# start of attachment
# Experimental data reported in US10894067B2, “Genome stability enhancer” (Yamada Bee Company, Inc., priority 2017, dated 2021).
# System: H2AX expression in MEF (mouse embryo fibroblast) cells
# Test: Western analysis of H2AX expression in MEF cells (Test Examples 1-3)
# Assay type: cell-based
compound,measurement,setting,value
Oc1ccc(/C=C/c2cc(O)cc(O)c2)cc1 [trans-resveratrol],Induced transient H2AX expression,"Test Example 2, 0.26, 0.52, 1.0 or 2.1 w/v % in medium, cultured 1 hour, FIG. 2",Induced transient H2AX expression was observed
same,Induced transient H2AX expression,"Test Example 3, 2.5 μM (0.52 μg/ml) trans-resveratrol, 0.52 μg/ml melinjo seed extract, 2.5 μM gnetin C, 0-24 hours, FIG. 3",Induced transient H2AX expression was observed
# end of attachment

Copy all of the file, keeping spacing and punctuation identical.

# Experimental data reported in US10894067B2, “Genome stability enhancer” (Yamada Bee Company, Inc., priority 2017, dated 2021).
# System: H2AX expression in MEF (mouse embryo fibroblast) cells
# Test: Western analysis of H2AX expression in MEF cells (Test Examples 1-3)
# Assay type: cell-based
compound,measurement,setting,value
Oc1ccc(/C=C/c2cc(O)cc(O)c2)cc1 [trans-resveratrol],Induced transient H2AX expression,"Test Example 2, 0.26, 0.52, 1.0 or 2.1 w/v % in medium, cultured 1 hour, FIG. 2",Induced transient H2AX expression was observed
same,Induced transient H2AX expression,"Test Example 3, 2.5 μM (0.52 μg/ml) trans-resveratrol, 0.52 μg/ml melinjo seed extract, 2.5 μM gnetin C, 0-24 hours, FIG. 3",Induced transient H2AX expression was observed